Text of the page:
PG-13, 186 min. (extended edition)
Director: Peter Jackson
Writers: Fran Walsh, Philippa Boyens, Peter Jackson, Guillermo del Toro, J.R.R. Tolkien (novel “The Hobbit”)
Starring: Martin Freeman, Ian McKellen, Richard Armitage, Ken Scott, Graham McTavish, William Kircher, James Nesbitt, Stephen Hunter, Dean O’Gorman, Aidan Turner, John Callen, Peter Hambleton, Jed Brophy, Mark Hadlow, Adam Brown, Orlando Bloom, Evangeline Lilly, Lee Pace, Luke Evans, Benedict Cumberbatch (voice), Cate Blanchett, Sylvester McCoy, Mikael Persbrandt, Stephen Fry, Ryan Gage, John Bell, Manu Bennett, Lawrence Makoare, Anthony Sher
For all of the excitement I had over the first “Hobbit” movie, the second one left me wanting more, and not in the way the second film in a trilogy should. Really, leaving them wanting more is exactly the purpose of a second in a planned trilogy; however, I felt I hadn’t gotten enough out of what was there. Not only did the film suffer from the new phenomenon of conveying an incomplete story, which is afflicting more and more movies these days as Hollywood has discovered a new way to milk book adaptations for money by splitting a single book into multiple movies, but what was there didn’t seem to carry the weight that all of the other Tolkien films have.
This was the first Tolkien film that felt like it was just an excuse for a lot of cool action sequences, and then it all ends in the middle of one. Now, this is an incredibly well done fantasy action flick, but I fear the emphasis on just the action and not so much the emotions of it may have diminished it a bit.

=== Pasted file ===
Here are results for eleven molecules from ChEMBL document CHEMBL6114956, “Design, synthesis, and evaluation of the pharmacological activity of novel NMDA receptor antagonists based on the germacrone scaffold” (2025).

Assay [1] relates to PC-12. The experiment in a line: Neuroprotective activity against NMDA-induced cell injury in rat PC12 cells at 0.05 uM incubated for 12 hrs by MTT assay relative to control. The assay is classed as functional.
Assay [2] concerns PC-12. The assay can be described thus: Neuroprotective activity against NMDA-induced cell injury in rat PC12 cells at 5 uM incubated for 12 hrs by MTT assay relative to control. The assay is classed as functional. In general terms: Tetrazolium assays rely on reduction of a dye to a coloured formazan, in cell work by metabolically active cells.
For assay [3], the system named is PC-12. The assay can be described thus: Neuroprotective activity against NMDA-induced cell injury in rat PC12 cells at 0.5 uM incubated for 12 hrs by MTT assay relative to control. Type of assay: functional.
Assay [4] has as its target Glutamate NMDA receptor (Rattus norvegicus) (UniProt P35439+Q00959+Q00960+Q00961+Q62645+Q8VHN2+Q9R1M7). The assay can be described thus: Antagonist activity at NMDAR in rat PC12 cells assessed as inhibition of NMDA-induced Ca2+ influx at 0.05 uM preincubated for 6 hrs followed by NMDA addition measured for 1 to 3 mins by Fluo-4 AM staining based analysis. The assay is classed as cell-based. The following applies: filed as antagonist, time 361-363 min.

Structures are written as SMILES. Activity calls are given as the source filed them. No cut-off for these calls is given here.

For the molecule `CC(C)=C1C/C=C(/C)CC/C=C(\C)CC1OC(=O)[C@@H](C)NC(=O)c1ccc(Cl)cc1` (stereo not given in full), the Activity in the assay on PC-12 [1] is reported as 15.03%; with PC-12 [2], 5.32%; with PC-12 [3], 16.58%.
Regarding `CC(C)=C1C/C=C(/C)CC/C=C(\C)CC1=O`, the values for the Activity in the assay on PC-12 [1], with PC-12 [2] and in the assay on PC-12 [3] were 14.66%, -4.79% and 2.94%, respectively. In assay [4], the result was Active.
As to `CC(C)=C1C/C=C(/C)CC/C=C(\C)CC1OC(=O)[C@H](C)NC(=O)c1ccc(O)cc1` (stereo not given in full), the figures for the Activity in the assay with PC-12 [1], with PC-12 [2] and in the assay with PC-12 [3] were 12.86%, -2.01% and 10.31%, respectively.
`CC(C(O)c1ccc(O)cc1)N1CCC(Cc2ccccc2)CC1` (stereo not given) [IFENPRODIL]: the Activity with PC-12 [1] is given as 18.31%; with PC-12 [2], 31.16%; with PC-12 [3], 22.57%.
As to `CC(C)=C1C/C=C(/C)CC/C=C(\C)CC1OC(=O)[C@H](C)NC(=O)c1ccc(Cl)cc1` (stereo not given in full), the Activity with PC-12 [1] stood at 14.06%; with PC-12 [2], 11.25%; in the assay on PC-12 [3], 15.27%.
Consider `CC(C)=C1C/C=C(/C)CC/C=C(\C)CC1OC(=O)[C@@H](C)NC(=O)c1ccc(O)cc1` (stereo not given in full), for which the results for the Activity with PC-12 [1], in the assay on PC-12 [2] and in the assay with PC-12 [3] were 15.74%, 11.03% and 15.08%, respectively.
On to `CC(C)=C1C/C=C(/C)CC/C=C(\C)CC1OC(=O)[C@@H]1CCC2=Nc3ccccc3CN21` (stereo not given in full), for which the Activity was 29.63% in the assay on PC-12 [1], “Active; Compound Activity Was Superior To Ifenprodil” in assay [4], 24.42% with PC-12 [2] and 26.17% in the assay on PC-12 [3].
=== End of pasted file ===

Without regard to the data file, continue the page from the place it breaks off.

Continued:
Now, the extended version puts a little more of the context back into place. There’s a nice aside dealing with Thrain, Thorin’s father who is kind of forgotten about in the theatrical versions, but his fate plays pretty heavily into Thorin’s story here, which is a little different than in the book. There don’t seem to be as many all out deleted scenes added back in here as much as there are many extensions to the scenes already there. I’m sure I’ve missed some differences, as I don’t study the movies like some do, but I can say the extended edition does play better than the theatrical.
Here’s another thing to be said about the extended edition. I was not as excited about seeing the final film in the franchise until I watched this version of “The Desolation of Smaug”. Now, I’m quite excited to wrap thins thing up in glorious fashion, as I’m sure Peter Jackson will provide.